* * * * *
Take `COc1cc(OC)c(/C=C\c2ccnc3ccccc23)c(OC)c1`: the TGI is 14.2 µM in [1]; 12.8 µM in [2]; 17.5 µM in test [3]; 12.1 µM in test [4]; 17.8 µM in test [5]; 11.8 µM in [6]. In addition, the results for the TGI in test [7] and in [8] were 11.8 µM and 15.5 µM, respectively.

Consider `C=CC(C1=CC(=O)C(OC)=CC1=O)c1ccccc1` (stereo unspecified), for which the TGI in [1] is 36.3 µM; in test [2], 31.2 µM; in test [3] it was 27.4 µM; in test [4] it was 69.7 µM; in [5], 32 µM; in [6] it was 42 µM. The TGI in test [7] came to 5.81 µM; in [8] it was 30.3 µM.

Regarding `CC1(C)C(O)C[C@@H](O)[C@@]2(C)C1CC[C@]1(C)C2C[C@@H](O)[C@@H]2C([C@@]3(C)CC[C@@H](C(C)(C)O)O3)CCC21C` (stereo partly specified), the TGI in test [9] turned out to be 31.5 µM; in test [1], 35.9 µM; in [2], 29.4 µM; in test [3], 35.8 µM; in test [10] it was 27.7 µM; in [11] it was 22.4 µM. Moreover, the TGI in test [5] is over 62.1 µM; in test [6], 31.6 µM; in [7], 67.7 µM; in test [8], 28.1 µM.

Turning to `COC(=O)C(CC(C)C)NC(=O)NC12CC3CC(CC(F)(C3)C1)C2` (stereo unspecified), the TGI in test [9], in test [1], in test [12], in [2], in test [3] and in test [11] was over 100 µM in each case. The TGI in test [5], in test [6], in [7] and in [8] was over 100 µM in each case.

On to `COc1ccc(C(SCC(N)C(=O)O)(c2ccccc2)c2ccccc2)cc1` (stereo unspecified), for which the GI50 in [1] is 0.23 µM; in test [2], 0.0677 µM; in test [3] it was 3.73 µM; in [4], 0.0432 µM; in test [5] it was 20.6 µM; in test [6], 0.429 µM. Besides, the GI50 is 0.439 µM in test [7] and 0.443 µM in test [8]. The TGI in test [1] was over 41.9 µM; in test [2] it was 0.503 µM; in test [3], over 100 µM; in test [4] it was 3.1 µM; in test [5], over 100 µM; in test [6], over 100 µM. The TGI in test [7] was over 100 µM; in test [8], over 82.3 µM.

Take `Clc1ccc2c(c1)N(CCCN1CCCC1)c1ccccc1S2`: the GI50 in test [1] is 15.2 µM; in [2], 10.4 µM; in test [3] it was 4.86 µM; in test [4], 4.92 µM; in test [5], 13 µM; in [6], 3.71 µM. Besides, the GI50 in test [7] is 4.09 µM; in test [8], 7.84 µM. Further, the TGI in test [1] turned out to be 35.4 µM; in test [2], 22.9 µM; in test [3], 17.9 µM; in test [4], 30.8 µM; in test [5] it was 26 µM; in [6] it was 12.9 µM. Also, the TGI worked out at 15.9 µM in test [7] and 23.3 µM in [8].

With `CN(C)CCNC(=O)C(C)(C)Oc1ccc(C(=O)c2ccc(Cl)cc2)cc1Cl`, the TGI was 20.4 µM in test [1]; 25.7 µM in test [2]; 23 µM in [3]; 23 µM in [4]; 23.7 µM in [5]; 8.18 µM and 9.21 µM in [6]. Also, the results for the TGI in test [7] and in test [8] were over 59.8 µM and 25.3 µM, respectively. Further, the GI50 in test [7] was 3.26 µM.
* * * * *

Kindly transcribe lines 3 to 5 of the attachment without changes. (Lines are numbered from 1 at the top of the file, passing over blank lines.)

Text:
Regarding `CC1(C)C(O)C[C@@H](O)[C@@]2(C)C1CC[C@]1(C)C2C[C@@H](O)[C@@H]2C([C@@]3(C)CC[C@@H](C(C)(C)O)O3)CCC21C` (stereo partly specified), the TGI in test [9] turned out to be 31.5 µM; in test [1], 35.9 µM; in [2], 29.4 µM; in test [3], 35.8 µM; in test [10] it was 27.7 µM; in [11] it was 22.4 µM. Moreover, the TGI in test [5] is over 62.1 µM; in test [6], 31.6 µM; in [7], 67.7 µM; in test [8], 28.1 µM.

Turning to `COC(=O)C(CC(C)C)NC(=O)NC12CC3CC(CC(F)(C3)C1)C2` (stereo unspecified), the TGI in test [9], in test [1], in test [12], in [2], in test [3] and in test [11] was over 100 µM in each case. The TGI in test [5], in test [6], in [7] and in [8] was over 100 µM in each case.

On to `COc1ccc(C(SCC(N)C(=O)O)(c2ccccc2)c2ccccc2)cc1` (stereo unspecified), for which the GI50 in [1] is 0.23 µM; in test [2], 0.0677 µM; in test [3] it was 3.73 µM; in [4], 0.0432 µM; in test [5] it was 20.6 µM; in test [6], 0.429 µM. Besides, the GI50 is 0.439 µM in test [7] and 0.443 µM in test [8]. The TGI in test [1] was over 41.9 µM; in test [2] it was 0.503 µM; in test [3], over 100 µM; in test [4] it was 3.1 µM; in test [5], over 100 µM; in test [6], over 100 µM. The TGI in test [7] was over 100 µM; in test [8], over 82.3 µM.